It's National No Smoking Day - a big day for many smokers who are trying to quit as well as government ministers who have just announced new anti-smoking plans.
In an attempt to reduce the number of people smoking in this country - particularly young people - the Department of Health in England has unveiled a ban on the display of cigarettes and other tobacco products in shops. The government has also announced it will look into the idea of plain packaging for cigarettes, stating it has an 'open mind' on the subject.
The new measures - which may take a few years to be phased in - have been under discussion for some time, with several other countries having already put similar bans into place, including Ireland, Canada and Finland.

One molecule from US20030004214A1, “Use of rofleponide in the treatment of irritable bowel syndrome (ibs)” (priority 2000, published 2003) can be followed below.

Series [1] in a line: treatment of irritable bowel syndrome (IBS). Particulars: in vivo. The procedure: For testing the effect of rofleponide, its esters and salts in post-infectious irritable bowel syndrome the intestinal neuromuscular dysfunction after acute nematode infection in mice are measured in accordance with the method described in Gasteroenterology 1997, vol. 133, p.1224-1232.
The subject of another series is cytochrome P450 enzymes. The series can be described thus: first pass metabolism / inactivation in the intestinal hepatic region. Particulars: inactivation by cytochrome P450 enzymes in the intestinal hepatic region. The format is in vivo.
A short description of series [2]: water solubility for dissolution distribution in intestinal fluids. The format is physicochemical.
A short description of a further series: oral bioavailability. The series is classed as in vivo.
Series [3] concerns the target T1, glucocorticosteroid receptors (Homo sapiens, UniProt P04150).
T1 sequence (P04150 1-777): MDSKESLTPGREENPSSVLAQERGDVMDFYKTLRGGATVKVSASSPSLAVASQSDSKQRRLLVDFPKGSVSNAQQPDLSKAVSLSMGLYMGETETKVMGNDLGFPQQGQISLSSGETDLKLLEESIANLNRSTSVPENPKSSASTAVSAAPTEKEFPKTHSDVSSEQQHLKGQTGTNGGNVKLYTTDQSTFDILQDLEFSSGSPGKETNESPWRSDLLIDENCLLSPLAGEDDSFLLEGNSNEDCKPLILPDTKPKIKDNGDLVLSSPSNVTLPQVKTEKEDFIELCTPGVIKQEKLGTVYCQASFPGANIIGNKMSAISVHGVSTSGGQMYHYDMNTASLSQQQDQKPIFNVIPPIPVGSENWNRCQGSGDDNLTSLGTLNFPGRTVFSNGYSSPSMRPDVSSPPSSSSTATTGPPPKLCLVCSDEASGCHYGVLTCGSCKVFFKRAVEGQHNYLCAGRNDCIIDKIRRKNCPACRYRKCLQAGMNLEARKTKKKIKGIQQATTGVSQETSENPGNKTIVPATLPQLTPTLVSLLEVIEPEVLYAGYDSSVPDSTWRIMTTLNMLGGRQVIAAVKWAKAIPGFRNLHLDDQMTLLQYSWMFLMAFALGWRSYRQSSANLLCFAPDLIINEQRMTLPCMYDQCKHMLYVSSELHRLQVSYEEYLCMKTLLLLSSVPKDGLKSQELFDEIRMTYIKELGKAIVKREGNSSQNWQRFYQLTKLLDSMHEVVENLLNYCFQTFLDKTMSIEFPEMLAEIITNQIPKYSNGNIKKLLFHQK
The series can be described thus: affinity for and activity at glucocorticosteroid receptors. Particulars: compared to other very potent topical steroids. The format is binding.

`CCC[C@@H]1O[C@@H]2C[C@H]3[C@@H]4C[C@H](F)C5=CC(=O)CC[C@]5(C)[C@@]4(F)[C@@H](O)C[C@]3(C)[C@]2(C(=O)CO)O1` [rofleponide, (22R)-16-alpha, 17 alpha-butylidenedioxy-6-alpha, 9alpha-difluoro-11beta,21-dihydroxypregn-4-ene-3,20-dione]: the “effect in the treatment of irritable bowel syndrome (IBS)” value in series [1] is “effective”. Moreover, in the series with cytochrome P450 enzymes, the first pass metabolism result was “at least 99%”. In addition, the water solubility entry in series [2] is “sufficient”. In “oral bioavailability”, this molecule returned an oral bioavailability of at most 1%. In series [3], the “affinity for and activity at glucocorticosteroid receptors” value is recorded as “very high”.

The idea is to make buying cigarettes seem less appealing, with campaigners claiming the new rules on selling cigarettes could stop some young people taking up smoking.
The pro-smoking lobby is less than impressed, however, saying there's no evidence any ban on displaying cigarettes in shops would have an effect on the number of smokers. And if anything, the selling of cigarettes in plain packaging could encourage counterfeiting, as plain packaging would be much easier to forge than branded boxes, claims the Tobacco Retailers Alliance.
The government has announced the measures as part of its tobacco control strategy. But will they be effective? Will the moves, for instance, persuade any of the one in seven 15-year-olds in this country who claim to be regular smokers to quit?
What do you think?